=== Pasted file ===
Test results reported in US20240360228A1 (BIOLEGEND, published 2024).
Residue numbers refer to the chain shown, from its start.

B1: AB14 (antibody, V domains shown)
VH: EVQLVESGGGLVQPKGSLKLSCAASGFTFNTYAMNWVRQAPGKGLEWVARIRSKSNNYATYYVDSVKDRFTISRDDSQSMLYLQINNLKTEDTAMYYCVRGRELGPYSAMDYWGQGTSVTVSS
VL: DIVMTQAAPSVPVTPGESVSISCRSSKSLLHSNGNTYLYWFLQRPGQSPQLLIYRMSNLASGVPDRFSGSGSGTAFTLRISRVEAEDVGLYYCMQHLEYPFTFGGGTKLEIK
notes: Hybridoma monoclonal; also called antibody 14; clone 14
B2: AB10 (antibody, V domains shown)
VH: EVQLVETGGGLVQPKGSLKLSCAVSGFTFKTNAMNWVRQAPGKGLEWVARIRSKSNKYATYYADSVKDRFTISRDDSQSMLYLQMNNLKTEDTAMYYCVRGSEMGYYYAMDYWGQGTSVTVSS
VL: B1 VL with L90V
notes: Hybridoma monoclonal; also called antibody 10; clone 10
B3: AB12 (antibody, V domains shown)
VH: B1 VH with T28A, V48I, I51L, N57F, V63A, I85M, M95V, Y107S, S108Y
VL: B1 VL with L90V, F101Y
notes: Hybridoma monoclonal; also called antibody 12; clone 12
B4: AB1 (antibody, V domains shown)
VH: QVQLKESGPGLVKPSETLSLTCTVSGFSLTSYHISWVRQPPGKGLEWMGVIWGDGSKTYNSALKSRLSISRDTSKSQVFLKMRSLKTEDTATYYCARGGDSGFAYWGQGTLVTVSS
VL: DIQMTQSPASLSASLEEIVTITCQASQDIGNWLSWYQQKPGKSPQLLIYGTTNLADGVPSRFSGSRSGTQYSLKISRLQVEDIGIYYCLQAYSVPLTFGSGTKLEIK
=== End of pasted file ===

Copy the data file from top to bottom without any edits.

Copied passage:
Test results reported in US20240360228A1 (BIOLEGEND, published 2024).
Residue numbers refer to the chain shown, from its start.

B1: AB14 (antibody, V domains shown)
VH: EVQLVESGGGLVQPKGSLKLSCAASGFTFNTYAMNWVRQAPGKGLEWVARIRSKSNNYATYYVDSVKDRFTISRDDSQSMLYLQINNLKTEDTAMYYCVRGRELGPYSAMDYWGQGTSVTVSS
VL: DIVMTQAAPSVPVTPGESVSISCRSSKSLLHSNGNTYLYWFLQRPGQSPQLLIYRMSNLASGVPDRFSGSGSGTAFTLRISRVEAEDVGLYYCMQHLEYPFTFGGGTKLEIK
notes: Hybridoma monoclonal; also called antibody 14; clone 14
B2: AB10 (antibody, V domains shown)
VH: EVQLVETGGGLVQPKGSLKLSCAVSGFTFKTNAMNWVRQAPGKGLEWVARIRSKSNKYATYYADSVKDRFTISRDDSQSMLYLQMNNLKTEDTAMYYCVRGSEMGYYYAMDYWGQGTSVTVSS
VL: B1 VL with L90V
notes: Hybridoma monoclonal; also called antibody 10; clone 10
B3: AB12 (antibody, V domains shown)
VH: B1 VH with T28A, V48I, I51L, N57F, V63A, I85M, M95V, Y107S, S108Y
VL: B1 VL with L90V, F101Y
notes: Hybridoma monoclonal; also called antibody 12; clone 12
B4: AB1 (antibody, V domains shown)
VH: QVQLKESGPGLVKPSETLSLTCTVSGFSLTSYHISWVRQPPGKGLEWMGVIWGDGSKTYNSALKSRLSISRDTSKSQVFLKMRSLKTEDTATYYCARGGDSGFAYWGQGTLVTVSS
VL: DIQMTQSPASLSASLEEIVTITCQASQDIGNWLSWYQQKPGKSPQLLIYGTTNLADGVPSRFSGSRSGTQYSLKISRLQVEDIGIYYCLQAYSVPLTFGSGTKLEIK